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SOCMINT - The Benefits And Challenges Of Social Media - Part II

In the same way people may behave differently if they know they are being watched by CCTV or under physical surveillance, online behaviour can be carefully curated, allowing users to easily control their online persona or obfuscate their activity, especially if they sense they are under scrutiny. Below are some considerations for online investigators wanting to remain discreet...

1. What does the platform tell the user about those interested in their profile?

Social media exists to connect people. If an investigator is continuously checking out someone’s profile, it is likely that the social media platform’s algorithms will start suggesting the investigator and their subject of interest as 'friends'. Certain platforms tell the subject of interest that another account has visited their profile or viewed their content. Make sure you’ve researched the platform you are working on and understand what traces you are leaving.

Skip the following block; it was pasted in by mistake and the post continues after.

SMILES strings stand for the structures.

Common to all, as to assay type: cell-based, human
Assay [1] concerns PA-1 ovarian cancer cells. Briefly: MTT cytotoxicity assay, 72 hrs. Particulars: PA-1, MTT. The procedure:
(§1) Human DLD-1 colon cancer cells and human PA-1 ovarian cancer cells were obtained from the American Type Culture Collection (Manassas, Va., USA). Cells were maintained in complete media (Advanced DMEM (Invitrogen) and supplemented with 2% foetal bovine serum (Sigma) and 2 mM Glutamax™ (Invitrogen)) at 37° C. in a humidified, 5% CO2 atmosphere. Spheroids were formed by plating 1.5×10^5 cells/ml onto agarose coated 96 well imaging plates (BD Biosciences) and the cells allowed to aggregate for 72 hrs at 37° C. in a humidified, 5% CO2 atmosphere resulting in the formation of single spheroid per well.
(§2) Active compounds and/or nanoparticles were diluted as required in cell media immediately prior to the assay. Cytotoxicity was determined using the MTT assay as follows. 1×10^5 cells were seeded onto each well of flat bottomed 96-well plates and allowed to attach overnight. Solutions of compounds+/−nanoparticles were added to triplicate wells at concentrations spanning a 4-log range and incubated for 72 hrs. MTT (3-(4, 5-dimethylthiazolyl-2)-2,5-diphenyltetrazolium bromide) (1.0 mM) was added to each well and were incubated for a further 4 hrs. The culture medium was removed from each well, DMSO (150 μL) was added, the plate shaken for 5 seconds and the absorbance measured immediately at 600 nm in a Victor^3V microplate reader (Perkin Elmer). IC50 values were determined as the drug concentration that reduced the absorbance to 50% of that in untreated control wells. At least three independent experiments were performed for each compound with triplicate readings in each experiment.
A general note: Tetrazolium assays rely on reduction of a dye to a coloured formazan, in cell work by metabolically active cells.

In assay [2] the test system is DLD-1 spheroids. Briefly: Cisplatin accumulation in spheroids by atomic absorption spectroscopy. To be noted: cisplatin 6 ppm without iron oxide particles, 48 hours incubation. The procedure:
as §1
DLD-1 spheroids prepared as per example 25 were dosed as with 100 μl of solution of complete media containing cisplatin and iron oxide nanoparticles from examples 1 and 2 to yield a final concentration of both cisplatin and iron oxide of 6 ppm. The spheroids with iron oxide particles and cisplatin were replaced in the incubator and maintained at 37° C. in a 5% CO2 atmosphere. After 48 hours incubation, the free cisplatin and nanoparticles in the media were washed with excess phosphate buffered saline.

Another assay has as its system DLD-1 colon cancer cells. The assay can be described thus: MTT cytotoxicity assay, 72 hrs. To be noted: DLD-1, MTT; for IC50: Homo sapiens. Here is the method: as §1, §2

2. Seeking the less obvious (and perhaps less "locked down")

Users that are trying to minimise their online footprint are quick to lock down their profiles on the more obvious platforms such as Facebook and Instagram – but what about those accounts on smaller platforms, or forgotten accounts which may not have been set to private? Alternative social media profiles may provide some useful leads.

3. Geolocation is dead – or is it?

Gone are the days when users used to always geolocate their uploaded content by default, or platforms would give open access to user location data. However, certain avenues still exist (Snap Map, nearby functions on TikTok or Telegram...) and let’s not forget about the multiple location clues often present in images or videos, like the (actually fake) recent example of the pizza box which was alleged to have tipped off the authorities on the whereabouts of Andrew Tate.


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